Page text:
One of the reasons I love hiking in Spain so much is because of the diversity. There’s truly something for everyone. You’ll find everything from gorgeous coastal hikes that lead to medieval fishing villages to mountain hikes, to ancient pilgrim routes like the Camino de Santiago.
Before we dive into my recommended hikes in Spain, let’s cover the basics.
How long are the hikes in Spain?
You’ll find everything from easy day hikes where you can hike to a lighthouse in half a day and enjoy lunch overlooking the Mediterranean Sea to a 45-day hike through the wild Pyrenees Mountain Range, and everything in between.
If you have the time, I highly recommend doing a longer hike since you’ll want to spend as much time in Spain as possible. To date, I’ve done three long-distance hikes in Spain and have several others planned.
But even if you just have half a day, you’ll find thousands of gorgeous hikes.
Culture + Food + Hiking in Spain
Spain is one of the best countries in the world if you want to combine hiking with cultural sites. Many hikes lead to UNESCO World Heritage sites, centuries-old monasteries and many other types of sights of cultural or historical significance.
Each region offers something unique and it’s incredible to see how much the regional food changes along the way – a nice reward after a day of hiking. I love seeing the changes in cuisine which is why I’m a big fan of long-distance hikes that go through different regions.
Hiking in Spain = Hiking in Comfort
Another reason I’m a big fan of hikes in Spain is that it’s extremely comfortable. Almost no matter where you’re hiking in Spain, you’ll find a village offering accommodation to hikers. I love being outdoors surrounded by nature. However, at the end of the day, I also want to enjoy a delicious regional dinner cooked b someone else. I’m not much for cooking beans and weenies over a campfire stove. I also enjoy a shower and a comfy bed to sleep and you can easily find that in Spain.
There are also over 60,000 km of signposted paths, making navigation relatively easy on many trails. Note: I still recommend using a GPS, app, and bringing a paper map as a backup.
Many Hikes Support Rural Tourism in Spain
Another reason to hike in Spain for several days or more is that by doing so, you’re supporting rural tourism and local communities. This cause is very close to my heart. At a time (not counting the pandemic) when so many places are suffering from over-tourism and so many more could benefit by having a few more tourists.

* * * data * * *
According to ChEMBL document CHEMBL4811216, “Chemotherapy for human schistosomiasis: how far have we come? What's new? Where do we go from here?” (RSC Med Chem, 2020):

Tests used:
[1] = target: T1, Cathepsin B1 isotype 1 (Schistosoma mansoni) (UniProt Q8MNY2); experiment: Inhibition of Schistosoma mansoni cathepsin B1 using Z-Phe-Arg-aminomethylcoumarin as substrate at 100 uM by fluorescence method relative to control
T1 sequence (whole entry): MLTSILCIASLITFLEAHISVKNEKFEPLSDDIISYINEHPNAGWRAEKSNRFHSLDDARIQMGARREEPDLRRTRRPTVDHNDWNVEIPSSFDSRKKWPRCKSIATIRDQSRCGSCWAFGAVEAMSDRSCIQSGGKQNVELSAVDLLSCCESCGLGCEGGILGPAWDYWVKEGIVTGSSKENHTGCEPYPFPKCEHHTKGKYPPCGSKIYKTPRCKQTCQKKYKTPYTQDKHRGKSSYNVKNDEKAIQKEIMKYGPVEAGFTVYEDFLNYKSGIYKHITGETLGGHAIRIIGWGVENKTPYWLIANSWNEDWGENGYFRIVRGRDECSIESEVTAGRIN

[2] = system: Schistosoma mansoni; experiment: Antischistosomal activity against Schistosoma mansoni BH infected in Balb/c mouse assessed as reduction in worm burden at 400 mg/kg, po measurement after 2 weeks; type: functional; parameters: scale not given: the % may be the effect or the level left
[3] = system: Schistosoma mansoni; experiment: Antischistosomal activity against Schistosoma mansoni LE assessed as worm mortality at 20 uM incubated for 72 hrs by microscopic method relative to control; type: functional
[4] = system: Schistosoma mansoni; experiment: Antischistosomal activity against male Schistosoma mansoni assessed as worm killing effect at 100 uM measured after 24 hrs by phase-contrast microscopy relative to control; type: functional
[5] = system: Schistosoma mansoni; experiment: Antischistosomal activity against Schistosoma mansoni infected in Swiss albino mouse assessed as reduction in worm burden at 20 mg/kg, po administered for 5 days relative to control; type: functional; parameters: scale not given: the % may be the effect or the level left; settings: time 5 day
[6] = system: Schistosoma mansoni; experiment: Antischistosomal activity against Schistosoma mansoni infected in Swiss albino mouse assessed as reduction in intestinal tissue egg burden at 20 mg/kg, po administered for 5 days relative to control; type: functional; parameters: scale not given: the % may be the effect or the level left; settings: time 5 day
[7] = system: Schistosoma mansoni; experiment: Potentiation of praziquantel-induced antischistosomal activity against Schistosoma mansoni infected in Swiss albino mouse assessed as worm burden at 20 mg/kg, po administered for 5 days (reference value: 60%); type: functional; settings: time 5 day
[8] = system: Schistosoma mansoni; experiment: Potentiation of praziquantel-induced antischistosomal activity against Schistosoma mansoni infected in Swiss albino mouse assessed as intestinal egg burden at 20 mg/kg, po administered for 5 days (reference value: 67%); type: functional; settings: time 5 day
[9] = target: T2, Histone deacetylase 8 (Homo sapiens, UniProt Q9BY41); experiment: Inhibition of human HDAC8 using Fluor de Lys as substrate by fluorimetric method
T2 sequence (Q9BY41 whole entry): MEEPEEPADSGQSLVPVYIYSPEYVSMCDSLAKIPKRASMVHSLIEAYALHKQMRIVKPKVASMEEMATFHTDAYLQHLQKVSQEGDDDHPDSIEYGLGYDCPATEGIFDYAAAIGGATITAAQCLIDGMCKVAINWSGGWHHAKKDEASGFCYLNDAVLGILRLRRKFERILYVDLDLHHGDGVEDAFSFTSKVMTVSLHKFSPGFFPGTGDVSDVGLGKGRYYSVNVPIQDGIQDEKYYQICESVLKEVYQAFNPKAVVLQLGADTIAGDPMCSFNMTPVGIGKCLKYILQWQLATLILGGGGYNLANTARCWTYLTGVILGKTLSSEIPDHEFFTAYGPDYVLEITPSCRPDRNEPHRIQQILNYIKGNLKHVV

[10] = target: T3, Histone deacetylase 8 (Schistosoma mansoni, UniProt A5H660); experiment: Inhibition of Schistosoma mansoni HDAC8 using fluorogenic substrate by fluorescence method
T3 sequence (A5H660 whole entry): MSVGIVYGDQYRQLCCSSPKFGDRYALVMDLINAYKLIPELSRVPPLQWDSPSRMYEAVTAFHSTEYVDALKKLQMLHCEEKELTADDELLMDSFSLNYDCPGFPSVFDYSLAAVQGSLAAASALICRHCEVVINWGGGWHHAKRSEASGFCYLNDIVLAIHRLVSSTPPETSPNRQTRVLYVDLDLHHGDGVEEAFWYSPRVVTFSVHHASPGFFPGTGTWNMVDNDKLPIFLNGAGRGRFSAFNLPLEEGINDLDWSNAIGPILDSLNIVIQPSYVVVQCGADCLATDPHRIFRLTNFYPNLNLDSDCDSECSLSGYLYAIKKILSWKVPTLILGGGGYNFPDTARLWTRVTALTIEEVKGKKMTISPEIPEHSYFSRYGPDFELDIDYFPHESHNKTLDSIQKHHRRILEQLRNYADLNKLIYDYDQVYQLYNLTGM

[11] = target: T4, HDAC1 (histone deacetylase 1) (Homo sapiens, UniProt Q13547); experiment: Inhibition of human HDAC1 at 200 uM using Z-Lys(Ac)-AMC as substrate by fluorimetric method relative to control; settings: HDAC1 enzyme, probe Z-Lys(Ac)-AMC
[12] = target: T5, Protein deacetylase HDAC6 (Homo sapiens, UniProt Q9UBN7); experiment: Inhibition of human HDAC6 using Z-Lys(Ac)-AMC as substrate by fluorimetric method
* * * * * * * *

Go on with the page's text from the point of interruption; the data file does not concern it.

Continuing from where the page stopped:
By staying in a remote village you’re contributing to the local economy and supporting locals.
Plus, these villages that I’ve often never heard of, end up being some of my favourite places. Places like Besalu in Catalonia, or the medieval villages in Northern Spain.
Related Reading: 10 Reasons Hikers Should Travel to Spain.
So where do I recommend hiking in Spain? Read on to see my recommendations for specific hikes. You’ll find something for all levels of hikers.
Hiking Along the Costa Brava Coast
With 200 km of coastline, you have a wide range of hikes to choose from. My favourite is a 5-day hike that starts in Cadaqués and finishes in Collioure, France. There are SO many highlights on this coastal hike. From visiting Salvador Dali’s House to the Cap de Creus Lighthouse, where you can enjoy lunch and views of the vast Mediterranean Sea, to sheltered coves where you can go for a swim, to hiking through vineyards, to visiting the Sant Pere de Rodes Cloister, one of the most important Monasteries in Spain. You’ll also get gorgeous views of the Pyrenees along the way. I loved this hike so much that I now offer it as a 7-day self-guided hiking tour, Costa Brava to France. Click to find more details about this tour which we offer in partnership with a locally owned Catalan company.
The rolling elevation and distances ensure that you have lots of time for leisurely lunches and to explore each village after hiking each day.
If you only have one day for hiking in Costa Brava, then I’d recommend one of these two hikes:
Hiking from Cadaques to the Cap de Creus Lighthouse with a stop at Salvador Dali’s House
This 16km loop with 447m of elevation takes around 6 hours and you get almost non-stop views of the stunning coast. Further info: https://www.outdooractive.com/en/route/hiking-route/loop-walk-to-cap-de-creus-lighthouse/33601882/.
Hiking from El Porta de la Selva to the Sant Pere de Rodes Monastery
Situated in the Serra de Rodes Mountain Range, Sant Pere de Rodes Monastery was the most important one in the country of Empúries from the 11th to the 14th century.
It also offers fantastic views of the Cap de Creus and the Meditarean Sea. Do either a self-guided or guided tour and have lunch at the upscale restaurant or pack a picnic lunch.
This is a steep hike that follows the GR 11 trail from El Porta de la Selva. so bring plenty of water. It’s a long hike if you’re hiking there and back. Another option is to take a taxi back.
Walking the Camino de Santiago